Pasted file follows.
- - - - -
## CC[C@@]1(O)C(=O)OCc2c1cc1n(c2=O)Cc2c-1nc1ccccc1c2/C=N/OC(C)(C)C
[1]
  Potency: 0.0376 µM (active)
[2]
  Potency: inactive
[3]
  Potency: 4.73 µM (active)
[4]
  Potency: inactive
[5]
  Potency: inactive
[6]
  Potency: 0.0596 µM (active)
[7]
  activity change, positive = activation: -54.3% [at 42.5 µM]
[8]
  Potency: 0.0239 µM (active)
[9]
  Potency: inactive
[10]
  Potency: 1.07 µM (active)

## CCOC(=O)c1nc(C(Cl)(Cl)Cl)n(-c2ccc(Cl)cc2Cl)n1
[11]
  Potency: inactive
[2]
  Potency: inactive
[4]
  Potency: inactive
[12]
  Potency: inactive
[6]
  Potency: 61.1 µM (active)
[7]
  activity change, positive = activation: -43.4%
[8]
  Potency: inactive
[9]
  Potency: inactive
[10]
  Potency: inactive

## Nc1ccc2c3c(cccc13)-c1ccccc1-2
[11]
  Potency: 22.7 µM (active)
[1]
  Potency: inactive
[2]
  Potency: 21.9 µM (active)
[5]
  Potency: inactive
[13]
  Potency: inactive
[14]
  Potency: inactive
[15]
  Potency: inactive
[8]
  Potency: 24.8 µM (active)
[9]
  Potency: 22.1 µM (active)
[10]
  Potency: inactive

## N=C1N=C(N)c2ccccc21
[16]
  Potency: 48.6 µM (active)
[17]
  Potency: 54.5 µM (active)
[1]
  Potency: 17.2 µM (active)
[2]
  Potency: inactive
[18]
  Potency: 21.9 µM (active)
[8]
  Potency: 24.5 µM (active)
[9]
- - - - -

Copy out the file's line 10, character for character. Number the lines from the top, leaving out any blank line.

[5]